Poll says Iraqis now want US out now
Partial results of a new poll commissioned by the Coalition are leaked
this Knight Ridder article. They indicate that most Iraqis now want
troops to leave. A year ago, only 17% felt that way. Sixteen hundred
adults in seven cities were polled in mid-April (before the abuse
broke, no doubt accentuating this sentiment). -- Another surprise:
al-Sadr is the second most respected person in Iraq....
This article also reports that on Saturday, a diverse
group 2,000 Iraqi intellectuals and activists met at a Baghdad hotel to
an anti-American political bloc. They rejected the legitimacy of the
ironically named Governing Council, saying that its members arrived in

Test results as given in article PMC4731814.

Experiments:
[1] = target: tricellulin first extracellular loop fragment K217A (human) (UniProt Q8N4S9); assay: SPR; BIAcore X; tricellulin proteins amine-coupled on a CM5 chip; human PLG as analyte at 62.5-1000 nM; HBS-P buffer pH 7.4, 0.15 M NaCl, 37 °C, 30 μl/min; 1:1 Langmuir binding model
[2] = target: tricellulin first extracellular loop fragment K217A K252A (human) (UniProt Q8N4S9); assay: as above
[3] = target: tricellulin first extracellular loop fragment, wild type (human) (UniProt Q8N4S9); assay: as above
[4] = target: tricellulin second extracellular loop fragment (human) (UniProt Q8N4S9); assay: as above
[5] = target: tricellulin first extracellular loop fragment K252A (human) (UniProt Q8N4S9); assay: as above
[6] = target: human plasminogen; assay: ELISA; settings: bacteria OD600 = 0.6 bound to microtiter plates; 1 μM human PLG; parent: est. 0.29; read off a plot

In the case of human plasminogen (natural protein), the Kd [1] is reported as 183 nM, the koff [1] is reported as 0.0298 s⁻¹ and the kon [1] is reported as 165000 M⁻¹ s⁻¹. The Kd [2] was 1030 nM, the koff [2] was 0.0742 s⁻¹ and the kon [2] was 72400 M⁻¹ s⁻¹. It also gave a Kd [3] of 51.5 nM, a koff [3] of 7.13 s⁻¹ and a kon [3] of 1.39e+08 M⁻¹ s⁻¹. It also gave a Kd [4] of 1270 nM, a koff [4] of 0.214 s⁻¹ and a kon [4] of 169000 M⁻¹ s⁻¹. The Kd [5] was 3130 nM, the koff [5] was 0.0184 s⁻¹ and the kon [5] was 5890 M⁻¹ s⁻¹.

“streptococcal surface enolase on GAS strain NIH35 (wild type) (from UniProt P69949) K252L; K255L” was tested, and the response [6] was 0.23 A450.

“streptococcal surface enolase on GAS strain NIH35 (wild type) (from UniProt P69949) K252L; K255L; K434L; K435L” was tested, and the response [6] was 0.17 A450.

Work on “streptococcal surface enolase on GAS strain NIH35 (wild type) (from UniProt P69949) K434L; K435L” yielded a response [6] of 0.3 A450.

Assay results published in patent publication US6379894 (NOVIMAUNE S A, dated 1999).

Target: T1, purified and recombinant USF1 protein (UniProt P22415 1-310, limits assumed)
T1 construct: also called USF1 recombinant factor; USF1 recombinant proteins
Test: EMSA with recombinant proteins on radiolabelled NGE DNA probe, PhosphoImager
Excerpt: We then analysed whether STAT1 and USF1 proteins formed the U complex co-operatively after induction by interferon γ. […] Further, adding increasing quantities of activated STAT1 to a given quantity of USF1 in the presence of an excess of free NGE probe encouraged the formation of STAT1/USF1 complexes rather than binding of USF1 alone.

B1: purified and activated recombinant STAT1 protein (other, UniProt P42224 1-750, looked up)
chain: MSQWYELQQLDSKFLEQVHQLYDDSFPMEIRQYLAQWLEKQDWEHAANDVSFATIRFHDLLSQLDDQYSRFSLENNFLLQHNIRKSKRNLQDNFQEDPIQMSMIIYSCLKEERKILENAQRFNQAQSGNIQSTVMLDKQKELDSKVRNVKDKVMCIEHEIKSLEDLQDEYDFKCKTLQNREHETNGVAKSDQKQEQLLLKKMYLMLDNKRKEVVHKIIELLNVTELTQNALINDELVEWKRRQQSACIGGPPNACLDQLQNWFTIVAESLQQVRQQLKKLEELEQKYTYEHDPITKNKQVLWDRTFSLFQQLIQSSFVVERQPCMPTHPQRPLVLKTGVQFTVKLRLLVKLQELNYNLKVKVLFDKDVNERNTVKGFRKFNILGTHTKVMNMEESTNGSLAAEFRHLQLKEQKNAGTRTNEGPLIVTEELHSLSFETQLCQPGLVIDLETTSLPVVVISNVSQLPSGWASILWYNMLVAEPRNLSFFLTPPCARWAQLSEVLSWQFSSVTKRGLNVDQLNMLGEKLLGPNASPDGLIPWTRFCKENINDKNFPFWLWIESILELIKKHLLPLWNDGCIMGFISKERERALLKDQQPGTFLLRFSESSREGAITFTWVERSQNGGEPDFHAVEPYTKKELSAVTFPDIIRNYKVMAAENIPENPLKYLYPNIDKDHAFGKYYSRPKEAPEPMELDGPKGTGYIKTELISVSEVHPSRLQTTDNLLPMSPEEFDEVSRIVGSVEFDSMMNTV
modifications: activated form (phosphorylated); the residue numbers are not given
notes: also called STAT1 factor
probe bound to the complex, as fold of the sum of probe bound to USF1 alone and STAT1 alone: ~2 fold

"on American tanks," and took the position that even civil war was
to the present situation. --Mark Jensen [United for Peace of Pierce
IRAQIS' DOUBTS OF U.S. DEEPEN
By Hannah Allam
** New poll says majority wants Americans gone **
Knight Ridder Newspapers
May 10, 2004
BAGHDAD -- Sadoun Dulame read the results of his latest poll again and
He added up percentages, highlighted sections and scribbled notes in the
No matter how he crunched the numbers, however, he found himself in the
uncomfortable position this week of having to tell occupation
the report they commissioned paints the bleakest picture yet of the
coalition's reputation in Iraq. For the first time, according to
poll, a majority of Iraqis said they'd feel safer if the U.S. military
A year ago, just 17 percent of Iraqis wanted the troops gone, according
Dulame's respected research center in Baghdad. Now, the disturbing new
results mirror what most Iraqis and many international observers have